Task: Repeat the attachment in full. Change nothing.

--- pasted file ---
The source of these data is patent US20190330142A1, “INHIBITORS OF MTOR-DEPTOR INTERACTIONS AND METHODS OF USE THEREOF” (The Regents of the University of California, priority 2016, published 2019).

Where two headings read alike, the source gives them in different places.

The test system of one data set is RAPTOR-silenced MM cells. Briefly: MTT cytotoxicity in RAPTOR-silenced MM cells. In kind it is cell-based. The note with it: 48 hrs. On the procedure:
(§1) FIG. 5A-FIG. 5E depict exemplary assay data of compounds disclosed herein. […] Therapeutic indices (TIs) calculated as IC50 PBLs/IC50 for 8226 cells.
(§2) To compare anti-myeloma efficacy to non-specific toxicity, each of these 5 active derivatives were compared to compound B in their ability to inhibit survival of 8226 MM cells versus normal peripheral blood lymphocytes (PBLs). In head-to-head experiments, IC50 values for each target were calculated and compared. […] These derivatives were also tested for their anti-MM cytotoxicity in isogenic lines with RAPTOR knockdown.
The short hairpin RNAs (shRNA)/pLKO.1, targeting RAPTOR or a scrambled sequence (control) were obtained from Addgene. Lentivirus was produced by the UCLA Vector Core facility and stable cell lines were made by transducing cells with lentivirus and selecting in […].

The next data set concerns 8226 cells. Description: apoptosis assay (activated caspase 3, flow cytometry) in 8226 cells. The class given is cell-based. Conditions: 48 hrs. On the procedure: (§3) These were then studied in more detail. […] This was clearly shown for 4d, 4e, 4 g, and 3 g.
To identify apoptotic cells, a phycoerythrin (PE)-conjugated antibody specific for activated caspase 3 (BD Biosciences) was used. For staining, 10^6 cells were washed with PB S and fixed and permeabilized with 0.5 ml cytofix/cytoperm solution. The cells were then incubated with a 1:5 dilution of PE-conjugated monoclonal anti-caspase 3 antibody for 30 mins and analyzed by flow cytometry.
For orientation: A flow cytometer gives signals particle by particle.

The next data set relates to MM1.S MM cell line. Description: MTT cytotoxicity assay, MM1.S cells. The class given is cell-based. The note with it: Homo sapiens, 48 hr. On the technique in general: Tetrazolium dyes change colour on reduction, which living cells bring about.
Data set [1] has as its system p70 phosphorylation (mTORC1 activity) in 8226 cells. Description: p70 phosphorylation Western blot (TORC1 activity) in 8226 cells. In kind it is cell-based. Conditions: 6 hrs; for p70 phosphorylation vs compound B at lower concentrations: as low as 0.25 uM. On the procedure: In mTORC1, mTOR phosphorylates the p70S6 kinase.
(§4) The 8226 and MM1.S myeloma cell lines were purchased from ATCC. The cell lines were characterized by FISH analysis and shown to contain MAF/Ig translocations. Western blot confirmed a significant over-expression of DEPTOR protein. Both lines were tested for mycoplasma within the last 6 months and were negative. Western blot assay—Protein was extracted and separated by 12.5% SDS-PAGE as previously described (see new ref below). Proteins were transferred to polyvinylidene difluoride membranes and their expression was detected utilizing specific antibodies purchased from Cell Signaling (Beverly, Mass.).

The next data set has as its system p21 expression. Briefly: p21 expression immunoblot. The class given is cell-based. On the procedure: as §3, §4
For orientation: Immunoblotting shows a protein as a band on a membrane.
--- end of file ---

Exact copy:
The source of these data is patent US20190330142A1, “INHIBITORS OF MTOR-DEPTOR INTERACTIONS AND METHODS OF USE THEREOF” (The Regents of the University of California, priority 2016, published 2019).

Where two headings read alike, the source gives them in different places.

The test system of one data set is RAPTOR-silenced MM cells. Briefly: MTT cytotoxicity in RAPTOR-silenced MM cells. In kind it is cell-based. The note with it: 48 hrs. On the procedure:
(§1) FIG. 5A-FIG. 5E depict exemplary assay data of compounds disclosed herein. […] Therapeutic indices (TIs) calculated as IC50 PBLs/IC50 for 8226 cells.
(§2) To compare anti-myeloma efficacy to non-specific toxicity, each of these 5 active derivatives were compared to compound B in their ability to inhibit survival of 8226 MM cells versus normal peripheral blood lymphocytes (PBLs). In head-to-head experiments, IC50 values for each target were calculated and compared. […] These derivatives were also tested for their anti-MM cytotoxicity in isogenic lines with RAPTOR knockdown.
The short hairpin RNAs (shRNA)/pLKO.1, targeting RAPTOR or a scrambled sequence (control) were obtained from Addgene. Lentivirus was produced by the UCLA Vector Core facility and stable cell lines were made by transducing cells with lentivirus and selecting in […].

The next data set concerns 8226 cells. Description: apoptosis assay (activated caspase 3, flow cytometry) in 8226 cells. The class given is cell-based. Conditions: 48 hrs. On the procedure: (§3) These were then studied in more detail. […] This was clearly shown for 4d, 4e, 4 g, and 3 g.
To identify apoptotic cells, a phycoerythrin (PE)-conjugated antibody specific for activated caspase 3 (BD Biosciences) was used. For staining, 10^6 cells were washed with PB S and fixed and permeabilized with 0.5 ml cytofix/cytoperm solution. The cells were then incubated with a 1:5 dilution of PE-conjugated monoclonal anti-caspase 3 antibody for 30 mins and analyzed by flow cytometry.
For orientation: A flow cytometer gives signals particle by particle.

The next data set relates to MM1.S MM cell line. Description: MTT cytotoxicity assay, MM1.S cells. The class given is cell-based. The note with it: Homo sapiens, 48 hr. On the technique in general: Tetrazolium dyes change colour on reduction, which living cells bring about.
Data set [1] has as its system p70 phosphorylation (mTORC1 activity) in 8226 cells. Description: p70 phosphorylation Western blot (TORC1 activity) in 8226 cells. In kind it is cell-based. Conditions: 6 hrs; for p70 phosphorylation vs compound B at lower concentrations: as low as 0.25 uM. On the procedure: In mTORC1, mTOR phosphorylates the p70S6 kinase.
(§4) The 8226 and MM1.S myeloma cell lines were purchased from ATCC. The cell lines were characterized by FISH analysis and shown to contain MAF/Ig translocations. Western blot confirmed a significant over-expression of DEPTOR protein. Both lines were tested for mycoplasma within the last 6 months and were negative. Western blot assay—Protein was extracted and separated by 12.5% SDS-PAGE as previously described (see new ref below). Proteins were transferred to polyvinylidene difluoride membranes and their expression was detected utilizing specific antibodies purchased from Cell Signaling (Beverly, Mass.).

The next data set has as its system p21 expression. Briefly: p21 expression immunoblot. The class given is cell-based. On the procedure: as §3, §4
For orientation: Immunoblotting shows a protein as a band on a membrane.